One year, that’s how long my family and I have not been with my sister. And oh boy has it been the toughest year of my life. And we are entering another one. For the greater part, I have felt lost and unable to express what happened to my family and how I feel. And honestly speaking, I have refused to allow the process of healing to begin and for those who know me; they say I have closed myself off. My sister’s death did not just affect me mentally, emotionally or spiritually. It had also affected me physically. I started losing hair from my head and I lost a lot of weight. After noticing this, I absolutely had to make a change in my life. I know there are many out there in Zim that lost close family member in 2017 and all hope seems lost. I would like to share with you my steps to healing from the loss of a loved one. Healing is a process and it will not happen overnight. It will take time, but who is counting? You should take as long as you want to heal. However in time, our efforts to accept support and work through the loss will serve us well. I took a moment to reflect on the past year and here are a few things that I have learned about dealing with death during that time.
1. Everyone grieves differently.
My little sister is younger than me by three years, but the way she processed the death was completely different from mine and that of my older brother. Yet she was the only one who knew exactly what I had been through, from the time that my sister got the renal diagnosis up to when she lost her battle. I often tried to compare my situation with those of others sometimes just to measure my level of grief to gauge if I was overreacting, or if I could set a potential expiry date of when the pain I was feeling would go away. I often cried myself to sleep every single night for the whole year. I have realized that everyone processes death and grieves in a different way. Knowing this means that you do not have to second guess your thoughts, feelings and actions. This is your personal journey, and you are allowed to feel, think, say or do whatever it is that you need to heal.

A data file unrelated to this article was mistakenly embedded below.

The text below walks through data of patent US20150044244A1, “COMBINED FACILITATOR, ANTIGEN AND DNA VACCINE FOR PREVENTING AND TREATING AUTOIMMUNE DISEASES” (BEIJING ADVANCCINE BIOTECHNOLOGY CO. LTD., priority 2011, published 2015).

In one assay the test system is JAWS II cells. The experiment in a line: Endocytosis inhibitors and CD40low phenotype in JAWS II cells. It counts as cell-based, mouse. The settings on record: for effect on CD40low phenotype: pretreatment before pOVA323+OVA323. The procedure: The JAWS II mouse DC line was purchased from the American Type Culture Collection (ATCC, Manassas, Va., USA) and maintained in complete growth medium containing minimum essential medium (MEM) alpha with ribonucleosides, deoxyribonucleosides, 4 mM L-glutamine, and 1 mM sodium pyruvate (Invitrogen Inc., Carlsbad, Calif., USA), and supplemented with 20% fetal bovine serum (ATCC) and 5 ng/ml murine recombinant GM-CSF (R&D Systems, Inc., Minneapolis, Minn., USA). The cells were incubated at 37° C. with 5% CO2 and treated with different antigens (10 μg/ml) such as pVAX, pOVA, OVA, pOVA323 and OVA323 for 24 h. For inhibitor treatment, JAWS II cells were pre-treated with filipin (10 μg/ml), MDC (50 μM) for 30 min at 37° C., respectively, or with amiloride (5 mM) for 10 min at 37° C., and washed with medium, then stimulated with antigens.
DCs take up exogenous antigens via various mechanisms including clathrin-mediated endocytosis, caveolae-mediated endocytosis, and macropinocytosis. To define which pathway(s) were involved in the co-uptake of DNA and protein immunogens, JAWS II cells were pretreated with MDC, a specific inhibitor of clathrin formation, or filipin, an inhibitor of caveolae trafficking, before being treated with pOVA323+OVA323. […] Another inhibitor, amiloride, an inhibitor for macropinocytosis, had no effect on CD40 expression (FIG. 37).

2. Open up and talk about it when you are ready.
Although I appreciated the messages and phone calls from friends saying “sorry for your loss” and telling me to let them know if I needed anything, every message I received was also a stinging reminder that it had happened. I was in denial and did not want to face the fact that it had happened. I hated checking my phone only to see constant reminders of my sister’s death. I thus closed myself off from everyone I knew. I did not talk about it. I internalized all of that pain to wake up, put a plastic smile on my face and went on about my life, going through the motions and never truly processing the event. Opening up about my feelings allowed me to start the healing process. I realized that does not mean you are weak, it means you are strong enough to be honest with the world, but most importantly yourself.
3. Allow your friends to be there for you.
After the loss of my sister, I never picked up the phone and called my friends. I did not answer when they called and this went on for months. I only started responding back for the first time in weeks and aired out everything I had felt at the exact moment. It was the first time I had allowed my friends to be there for me, even if it were only sending text messages back and forth. Since then, I have slowly reconnected with my friends, and whenever I am having an issue I allow my friends to be there for me by opening up to them. It’s a wonderful feeling to know that you have got people in your life that will always have your back.
4. Make new Memories.
If we had a chance to talk to our loved ones who have departed from us, we would be surprised they would want us to move on and be happy. This is a lesson I learnt from my Grandma. So, i started attending creative shows, fashion gigs and it has made it very clear again how much I love doing creative things and all things fashion. Meeting new people meant heartwarming and enlightening conversations, new connections. Keep yourself busy by taking time to figure out what it is that you love. Set goals and build a plan to make your dreams become a reality. You are not expected to be perfect. Your struggles build your character. Your experiences make you unique. You are intricate, complicated, seasoned and beautiful. Don’t ever be ashamed of your past. Just remember that the decision to start the healing process is entirely up to you. So when you are ready, get out there and take a chance on yourself to find peace past the pain.
Happy New Year Everyone!!!!